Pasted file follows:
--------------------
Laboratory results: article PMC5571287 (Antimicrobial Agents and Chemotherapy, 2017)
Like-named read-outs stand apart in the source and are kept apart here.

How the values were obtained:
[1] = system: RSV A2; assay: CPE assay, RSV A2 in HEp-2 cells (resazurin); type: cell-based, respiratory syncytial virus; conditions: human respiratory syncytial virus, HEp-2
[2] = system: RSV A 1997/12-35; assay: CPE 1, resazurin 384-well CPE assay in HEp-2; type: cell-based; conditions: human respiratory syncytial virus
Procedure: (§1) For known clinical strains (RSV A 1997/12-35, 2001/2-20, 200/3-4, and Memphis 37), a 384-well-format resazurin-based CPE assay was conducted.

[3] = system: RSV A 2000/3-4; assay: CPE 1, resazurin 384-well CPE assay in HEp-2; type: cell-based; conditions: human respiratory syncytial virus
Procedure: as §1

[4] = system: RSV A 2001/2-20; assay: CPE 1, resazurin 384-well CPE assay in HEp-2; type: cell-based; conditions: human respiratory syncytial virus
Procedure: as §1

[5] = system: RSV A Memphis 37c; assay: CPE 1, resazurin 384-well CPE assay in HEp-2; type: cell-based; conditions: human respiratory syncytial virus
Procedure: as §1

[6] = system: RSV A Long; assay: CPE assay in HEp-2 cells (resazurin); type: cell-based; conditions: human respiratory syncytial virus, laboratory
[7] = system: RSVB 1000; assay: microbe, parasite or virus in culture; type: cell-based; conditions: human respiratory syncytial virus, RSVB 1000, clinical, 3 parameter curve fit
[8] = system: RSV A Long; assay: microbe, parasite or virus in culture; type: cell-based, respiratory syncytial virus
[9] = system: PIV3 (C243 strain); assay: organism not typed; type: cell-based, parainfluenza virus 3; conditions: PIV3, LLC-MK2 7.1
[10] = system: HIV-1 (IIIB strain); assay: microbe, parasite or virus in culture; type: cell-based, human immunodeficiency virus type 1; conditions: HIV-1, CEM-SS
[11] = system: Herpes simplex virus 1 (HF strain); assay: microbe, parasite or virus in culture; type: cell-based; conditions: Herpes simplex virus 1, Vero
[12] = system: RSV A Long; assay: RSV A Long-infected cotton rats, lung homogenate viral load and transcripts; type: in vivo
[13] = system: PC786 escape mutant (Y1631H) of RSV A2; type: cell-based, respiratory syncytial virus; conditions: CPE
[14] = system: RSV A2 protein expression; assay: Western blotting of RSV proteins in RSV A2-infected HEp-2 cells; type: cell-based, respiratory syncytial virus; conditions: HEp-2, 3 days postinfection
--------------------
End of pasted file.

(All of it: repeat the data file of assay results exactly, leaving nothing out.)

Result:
Laboratory results: article PMC5571287 (Antimicrobial Agents and Chemotherapy, 2017)
Like-named read-outs stand apart in the source and are kept apart here.

How the values were obtained:
[1] = system: RSV A2; assay: CPE assay, RSV A2 in HEp-2 cells (resazurin); type: cell-based, respiratory syncytial virus; conditions: human respiratory syncytial virus, HEp-2
[2] = system: RSV A 1997/12-35; assay: CPE 1, resazurin 384-well CPE assay in HEp-2; type: cell-based; conditions: human respiratory syncytial virus
Procedure: (§1) For known clinical strains (RSV A 1997/12-35, 2001/2-20, 200/3-4, and Memphis 37), a 384-well-format resazurin-based CPE assay was conducted.

[3] = system: RSV A 2000/3-4; assay: CPE 1, resazurin 384-well CPE assay in HEp-2; type: cell-based; conditions: human respiratory syncytial virus
Procedure: as §1

[4] = system: RSV A 2001/2-20; assay: CPE 1, resazurin 384-well CPE assay in HEp-2; type: cell-based; conditions: human respiratory syncytial virus
Procedure: as §1

[5] = system: RSV A Memphis 37c; assay: CPE 1, resazurin 384-well CPE assay in HEp-2; type: cell-based; conditions: human respiratory syncytial virus
Procedure: as §1

[6] = system: RSV A Long; assay: CPE assay in HEp-2 cells (resazurin); type: cell-based; conditions: human respiratory syncytial virus, laboratory
[7] = system: RSVB 1000; assay: microbe, parasite or virus in culture; type: cell-based; conditions: human respiratory syncytial virus, RSVB 1000, clinical, 3 parameter curve fit
[8] = system: RSV A Long; assay: microbe, parasite or virus in culture; type: cell-based, respiratory syncytial virus
[9] = system: PIV3 (C243 strain); assay: organism not typed; type: cell-based, parainfluenza virus 3; conditions: PIV3, LLC-MK2 7.1
[10] = system: HIV-1 (IIIB strain); assay: microbe, parasite or virus in culture; type: cell-based, human immunodeficiency virus type 1; conditions: HIV-1, CEM-SS
[11] = system: Herpes simplex virus 1 (HF strain); assay: microbe, parasite or virus in culture; type: cell-based; conditions: Herpes simplex virus 1, Vero
[12] = system: RSV A Long; assay: RSV A Long-infected cotton rats, lung homogenate viral load and transcripts; type: in vivo
[13] = system: PC786 escape mutant (Y1631H) of RSV A2; type: cell-based, respiratory syncytial virus; conditions: CPE
[14] = system: RSV A2 protein expression; assay: Western blotting of RSV proteins in RSV A2-infected HEp-2 cells; type: cell-based, respiratory syncytial virus; conditions: HEp-2, 3 days postinfection